A version of this article originally appeared on Learnvest.com.

    You swore off coffee-then caved when you hit a particularly stressful deadline. You don't eat any chocolate anymore-unless there's no one around to see you. We took a deeper look into ten bad-habits-that-aren't. Turns out all these little things you may have been berating yourself for can actually benefit your health, your money, and your motivation.

    Anna WilliamsAnna Williams
    1. Splurging
    Study after study shows that money doesn't make us happy. We'll make an addendum: Money doesn't bring you lasting happiness, but there's no denying the rush of a splurge.

    Research shows that our increase in happiness isn't proportional to the money we spend, so treating yourself to a $50 blouse may actually bring you less total happiness than spending the same money on a small accessory every week or two. After the initial wave of delight, we adjust to our new

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  • Creative Marshmallow Recipes

    Everyone loves s'mores, but these tasty marshmallow recipes offer inventive, gooey alternatives to the traditional fireside treat.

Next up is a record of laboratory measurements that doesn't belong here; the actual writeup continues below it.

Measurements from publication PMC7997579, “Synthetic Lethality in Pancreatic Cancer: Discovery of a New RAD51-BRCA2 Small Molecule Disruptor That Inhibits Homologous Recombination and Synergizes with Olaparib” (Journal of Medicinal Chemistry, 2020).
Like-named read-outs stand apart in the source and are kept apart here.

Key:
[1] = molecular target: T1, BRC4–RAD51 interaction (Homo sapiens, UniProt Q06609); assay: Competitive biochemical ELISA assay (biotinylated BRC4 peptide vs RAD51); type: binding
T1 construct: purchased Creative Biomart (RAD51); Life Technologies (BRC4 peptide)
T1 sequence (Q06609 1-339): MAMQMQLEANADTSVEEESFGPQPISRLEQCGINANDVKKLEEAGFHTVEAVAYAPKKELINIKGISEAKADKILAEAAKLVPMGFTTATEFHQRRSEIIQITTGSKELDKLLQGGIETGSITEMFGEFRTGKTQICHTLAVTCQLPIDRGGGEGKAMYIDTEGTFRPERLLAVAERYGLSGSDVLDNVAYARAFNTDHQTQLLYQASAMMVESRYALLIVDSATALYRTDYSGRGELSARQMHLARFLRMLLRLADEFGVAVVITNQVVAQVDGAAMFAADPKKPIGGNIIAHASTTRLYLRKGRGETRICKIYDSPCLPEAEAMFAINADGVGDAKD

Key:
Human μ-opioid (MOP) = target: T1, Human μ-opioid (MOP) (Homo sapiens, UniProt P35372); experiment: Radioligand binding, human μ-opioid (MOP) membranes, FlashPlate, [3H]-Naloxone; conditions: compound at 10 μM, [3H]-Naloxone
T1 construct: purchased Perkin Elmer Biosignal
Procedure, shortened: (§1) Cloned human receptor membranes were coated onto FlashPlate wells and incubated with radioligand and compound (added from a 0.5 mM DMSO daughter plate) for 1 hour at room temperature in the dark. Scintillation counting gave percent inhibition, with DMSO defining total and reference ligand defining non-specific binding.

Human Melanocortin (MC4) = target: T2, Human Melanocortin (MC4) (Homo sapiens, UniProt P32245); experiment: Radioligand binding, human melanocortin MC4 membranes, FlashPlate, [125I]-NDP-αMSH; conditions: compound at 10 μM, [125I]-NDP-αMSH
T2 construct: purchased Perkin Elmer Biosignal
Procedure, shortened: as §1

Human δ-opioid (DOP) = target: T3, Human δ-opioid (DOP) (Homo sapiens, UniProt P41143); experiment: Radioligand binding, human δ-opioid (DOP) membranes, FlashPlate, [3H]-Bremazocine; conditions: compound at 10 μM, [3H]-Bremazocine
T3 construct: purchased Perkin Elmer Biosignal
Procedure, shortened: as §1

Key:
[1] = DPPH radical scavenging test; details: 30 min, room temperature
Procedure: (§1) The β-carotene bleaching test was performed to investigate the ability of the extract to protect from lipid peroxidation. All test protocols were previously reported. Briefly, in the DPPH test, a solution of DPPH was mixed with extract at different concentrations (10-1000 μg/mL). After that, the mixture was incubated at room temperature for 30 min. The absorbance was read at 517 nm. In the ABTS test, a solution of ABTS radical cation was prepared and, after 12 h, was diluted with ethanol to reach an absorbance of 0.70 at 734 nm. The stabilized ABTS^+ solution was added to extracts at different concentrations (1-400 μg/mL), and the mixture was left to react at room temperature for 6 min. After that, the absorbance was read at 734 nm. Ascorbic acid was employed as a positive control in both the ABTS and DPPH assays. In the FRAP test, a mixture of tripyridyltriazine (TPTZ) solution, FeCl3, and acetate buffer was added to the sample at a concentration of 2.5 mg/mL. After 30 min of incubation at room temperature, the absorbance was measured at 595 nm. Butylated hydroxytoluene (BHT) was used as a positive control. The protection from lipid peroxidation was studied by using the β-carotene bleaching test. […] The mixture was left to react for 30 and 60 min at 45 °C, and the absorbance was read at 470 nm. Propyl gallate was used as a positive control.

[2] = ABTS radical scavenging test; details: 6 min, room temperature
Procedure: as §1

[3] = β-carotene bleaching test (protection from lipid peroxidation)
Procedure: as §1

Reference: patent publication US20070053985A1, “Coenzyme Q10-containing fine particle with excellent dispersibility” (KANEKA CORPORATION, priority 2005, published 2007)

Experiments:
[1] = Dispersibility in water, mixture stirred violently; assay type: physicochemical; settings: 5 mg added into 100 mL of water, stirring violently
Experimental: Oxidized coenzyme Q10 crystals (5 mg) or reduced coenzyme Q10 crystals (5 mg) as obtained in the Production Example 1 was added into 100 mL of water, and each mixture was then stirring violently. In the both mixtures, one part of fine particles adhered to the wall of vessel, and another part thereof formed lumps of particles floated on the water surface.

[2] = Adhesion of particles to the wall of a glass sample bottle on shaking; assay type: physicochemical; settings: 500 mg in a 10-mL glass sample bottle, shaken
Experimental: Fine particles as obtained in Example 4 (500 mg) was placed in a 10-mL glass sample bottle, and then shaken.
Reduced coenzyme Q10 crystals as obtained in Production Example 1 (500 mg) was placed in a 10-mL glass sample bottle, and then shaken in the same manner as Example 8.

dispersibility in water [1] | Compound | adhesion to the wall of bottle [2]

By Sue Li


    Chocolate Chip Cookies With Marshmallows and Pistachios
    Turn ordinary chocolate chip cookies into a fun dessert that will delight both kids and adults.
    Serves 1 | Hands-On Time: 05m | Total Time: 10m
    Levi Brown Levi Brown
    Ingredients

    -2 marshmallows
    -2 chewy chocolate chip cookies
    -1 tablespoon chopped salted roasted pistachios

    Directions
    -Heat broiler. Place the marshmallows on a foil-lined baking sheet and broil, turning once, until golden brown, 30 seconds per side.
    -Top one of the cookies with the marshmallows and pistachios. Sandwich with the second cookie.